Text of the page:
News / Europe

Greece Reaches Accord on Austerity Demands

Greece's Prime Minister Lucas Papademos (L) escorts Socialist leader George Papandreou (C), conservative party leader Antonis Samaras (3rd L) and Far-right leader George Karatzaferis (2nd R) at his office in Athens, February 8, 2012.
Greece's Prime Minister Lucas Papademos (L) escorts Socialist leader George Papandreou (C), conservative party leader Antonis Samaras (3rd L) and Far-right leader George Karatzaferis (2nd R) at his office in Athens, February 8, 2012.

Greek lawmakers say they have reached an accord on austerity measures demanded by international lenders so the country can secure another bailout and avoid defaulting next month on its financial obligations.

After an all-night negotiating session that ended early Thursday, Greek political leaders remained deadlocked on the extent of pension cuts for retirees, while agreeing to trim the country's minimum wage by 22 percent and eliminate 15,000 government jobs.

Hours later, however, Prime Minister Lucas Papademos and his coalition partners announced they had found an unspecified, alternative way to pare government spending, marking a key turning point after weeks of negotiations with Greece's creditors.

Related video by Mil Arcega:


Greek Finance Minister Evangelos Venizelos headed to a Brussels meeting with other European finance ministers to plead the debt-ridden country's case to win their approval for a new $172 billion bailout, the country's second in two years. Greece says it needs the aid package from the European Union, the European Central Bank and the International Monetary Fund in order to avoid defaulting on $19 billion in bond payments due in March.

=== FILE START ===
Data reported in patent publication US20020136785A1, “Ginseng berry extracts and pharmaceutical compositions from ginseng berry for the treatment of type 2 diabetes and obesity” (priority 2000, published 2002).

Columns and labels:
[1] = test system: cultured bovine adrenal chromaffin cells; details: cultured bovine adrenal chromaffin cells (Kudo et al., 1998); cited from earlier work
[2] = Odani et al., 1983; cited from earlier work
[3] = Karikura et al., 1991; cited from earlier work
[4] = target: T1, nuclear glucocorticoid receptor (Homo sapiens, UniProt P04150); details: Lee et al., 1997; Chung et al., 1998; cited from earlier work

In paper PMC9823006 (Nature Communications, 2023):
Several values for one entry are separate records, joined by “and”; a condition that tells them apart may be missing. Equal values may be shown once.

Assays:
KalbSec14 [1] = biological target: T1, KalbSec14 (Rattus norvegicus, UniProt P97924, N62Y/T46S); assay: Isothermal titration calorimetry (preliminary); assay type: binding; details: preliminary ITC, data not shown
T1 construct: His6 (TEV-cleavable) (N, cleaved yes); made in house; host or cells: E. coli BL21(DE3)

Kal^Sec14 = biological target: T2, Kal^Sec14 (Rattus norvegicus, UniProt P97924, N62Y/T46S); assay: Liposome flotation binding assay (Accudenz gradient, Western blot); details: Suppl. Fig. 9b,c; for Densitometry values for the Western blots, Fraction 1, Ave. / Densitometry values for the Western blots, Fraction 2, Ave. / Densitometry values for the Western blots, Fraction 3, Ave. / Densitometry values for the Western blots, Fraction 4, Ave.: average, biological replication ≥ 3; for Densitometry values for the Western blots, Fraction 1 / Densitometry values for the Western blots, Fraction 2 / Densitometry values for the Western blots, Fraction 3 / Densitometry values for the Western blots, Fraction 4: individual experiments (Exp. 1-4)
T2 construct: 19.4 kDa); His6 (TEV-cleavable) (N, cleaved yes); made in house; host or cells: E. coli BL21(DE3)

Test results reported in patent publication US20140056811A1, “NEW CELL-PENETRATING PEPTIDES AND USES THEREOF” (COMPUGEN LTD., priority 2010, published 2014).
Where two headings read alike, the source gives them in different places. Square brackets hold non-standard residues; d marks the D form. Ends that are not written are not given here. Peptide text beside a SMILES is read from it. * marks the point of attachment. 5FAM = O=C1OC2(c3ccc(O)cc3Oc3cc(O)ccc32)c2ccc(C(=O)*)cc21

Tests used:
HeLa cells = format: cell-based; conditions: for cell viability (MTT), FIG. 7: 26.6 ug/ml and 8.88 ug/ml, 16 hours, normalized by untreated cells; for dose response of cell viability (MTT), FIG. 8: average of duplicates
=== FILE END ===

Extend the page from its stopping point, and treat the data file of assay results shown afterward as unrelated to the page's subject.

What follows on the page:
EU Economic Commissioner Olli Rehn said Greece will have to convince the finance chiefs it is serious about economic reform.

"We have a staff level agreement now and I am sure the ministers will thoroughly scrutinize this agreement and it's up to the Greek government by concrete actions through legislation, and other actions to convince its European partners that the second program can be made to work," he said.

The Athens government is also completing negotiations with private lenders to cut in half the amount it owes them, a $132 billion reduction. Under the revised financing of the country's debt, 32 large financial institutions would lose 70 percent of their Greek investment.

European leaders have grown impatient with Greece's protracted negotiations over its debt, with financial analysts voicing fears that a default could plunge the global economy into a new recession. Meanwhile, Greek leaders have faced widespread opposition at home from workers angered by earlier austerity measures. Unions called for more work stoppages on Friday and Saturday to protest the latest budget-cutting plan.

Even with the agreement on more austerity, Greece remains in a precarious financial state. It is in the fifth year of a recession. The government says the country's unemployment rate is increasing and nearly reached 21 percent in November.

Meanwhile, the continent's central bank kept its benchmark lending rate at the record low rate of 1 percent, in an effort to spur economic growth. The bank has kept the rate low as the 17-nation bloc that uses the euro currency faces a stalled economy and is possibly headed to a recession.

Bank chief Mario Draghi says Europe's economy remains threatened.